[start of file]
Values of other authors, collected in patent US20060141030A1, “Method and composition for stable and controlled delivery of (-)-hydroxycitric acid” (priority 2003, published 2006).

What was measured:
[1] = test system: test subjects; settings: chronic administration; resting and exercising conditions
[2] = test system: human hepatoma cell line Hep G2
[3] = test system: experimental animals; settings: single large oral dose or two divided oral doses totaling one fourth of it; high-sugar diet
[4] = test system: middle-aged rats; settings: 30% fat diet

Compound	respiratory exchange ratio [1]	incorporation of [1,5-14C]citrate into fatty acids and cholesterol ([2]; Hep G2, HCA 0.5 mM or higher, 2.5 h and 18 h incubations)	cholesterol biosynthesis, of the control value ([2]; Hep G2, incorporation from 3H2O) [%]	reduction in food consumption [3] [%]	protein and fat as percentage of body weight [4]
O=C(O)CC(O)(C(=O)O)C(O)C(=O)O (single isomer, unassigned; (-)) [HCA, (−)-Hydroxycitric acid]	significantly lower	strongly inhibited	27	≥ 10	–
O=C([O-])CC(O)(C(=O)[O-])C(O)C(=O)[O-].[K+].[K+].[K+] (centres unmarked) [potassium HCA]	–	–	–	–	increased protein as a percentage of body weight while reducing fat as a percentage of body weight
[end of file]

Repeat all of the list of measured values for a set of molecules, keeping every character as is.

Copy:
Values of other authors, collected in patent US20060141030A1, “Method and composition for stable and controlled delivery of (-)-hydroxycitric acid” (priority 2003, published 2006).

What was measured:
[1] = test system: test subjects; settings: chronic administration; resting and exercising conditions
[2] = test system: human hepatoma cell line Hep G2
[3] = test system: experimental animals; settings: single large oral dose or two divided oral doses totaling one fourth of it; high-sugar diet
[4] = test system: middle-aged rats; settings: 30% fat diet

Compound	respiratory exchange ratio [1]	incorporation of [1,5-14C]citrate into fatty acids and cholesterol ([2]; Hep G2, HCA 0.5 mM or higher, 2.5 h and 18 h incubations)	cholesterol biosynthesis, of the control value ([2]; Hep G2, incorporation from 3H2O) [%]	reduction in food consumption [3] [%]	protein and fat as percentage of body weight [4]
O=C(O)CC(O)(C(=O)O)C(O)C(=O)O (single isomer, unassigned; (-)) [HCA, (−)-Hydroxycitric acid]	significantly lower	strongly inhibited	27	≥ 10	–
O=C([O-])CC(O)(C(=O)[O-])C(O)C(=O)[O-].[K+].[K+].[K+] (centres unmarked) [potassium HCA]	–	–	–	–	increased protein as a percentage of body weight while reducing fat as a percentage of body weight